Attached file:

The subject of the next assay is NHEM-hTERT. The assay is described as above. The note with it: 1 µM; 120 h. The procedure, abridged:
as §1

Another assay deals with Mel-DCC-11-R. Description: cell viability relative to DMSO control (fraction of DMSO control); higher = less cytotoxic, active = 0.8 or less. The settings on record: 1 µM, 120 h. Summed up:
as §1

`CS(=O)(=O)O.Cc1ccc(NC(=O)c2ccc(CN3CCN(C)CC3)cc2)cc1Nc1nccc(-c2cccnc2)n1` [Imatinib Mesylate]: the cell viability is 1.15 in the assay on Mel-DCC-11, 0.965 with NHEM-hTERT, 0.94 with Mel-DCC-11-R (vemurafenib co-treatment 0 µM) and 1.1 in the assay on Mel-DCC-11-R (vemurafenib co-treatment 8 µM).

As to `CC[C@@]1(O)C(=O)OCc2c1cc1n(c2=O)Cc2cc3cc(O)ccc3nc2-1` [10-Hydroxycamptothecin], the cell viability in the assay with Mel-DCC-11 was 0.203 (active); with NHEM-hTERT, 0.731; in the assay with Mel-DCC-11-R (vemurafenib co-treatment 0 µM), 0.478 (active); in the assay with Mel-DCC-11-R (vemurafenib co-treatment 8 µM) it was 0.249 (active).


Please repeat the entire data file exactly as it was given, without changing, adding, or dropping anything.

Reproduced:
The subject of the next assay is NHEM-hTERT. The assay is described as above. The note with it: 1 µM; 120 h. The procedure, abridged:
as §1

Another assay deals with Mel-DCC-11-R. Description: cell viability relative to DMSO control (fraction of DMSO control); higher = less cytotoxic, active = 0.8 or less. The settings on record: 1 µM, 120 h. Summed up:
as §1

`CS(=O)(=O)O.Cc1ccc(NC(=O)c2ccc(CN3CCN(C)CC3)cc2)cc1Nc1nccc(-c2cccnc2)n1` [Imatinib Mesylate]: the cell viability is 1.15 in the assay on Mel-DCC-11, 0.965 with NHEM-hTERT, 0.94 with Mel-DCC-11-R (vemurafenib co-treatment 0 µM) and 1.1 in the assay on Mel-DCC-11-R (vemurafenib co-treatment 8 µM).

As to `CC[C@@]1(O)C(=O)OCc2c1cc1n(c2=O)Cc2cc3cc(O)ccc3nc2-1` [10-Hydroxycamptothecin], the cell viability in the assay with Mel-DCC-11 was 0.203 (active); with NHEM-hTERT, 0.731; in the assay with Mel-DCC-11-R (vemurafenib co-treatment 0 µM), 0.478 (active); in the assay with Mel-DCC-11-R (vemurafenib co-treatment 8 µM) it was 0.249 (active).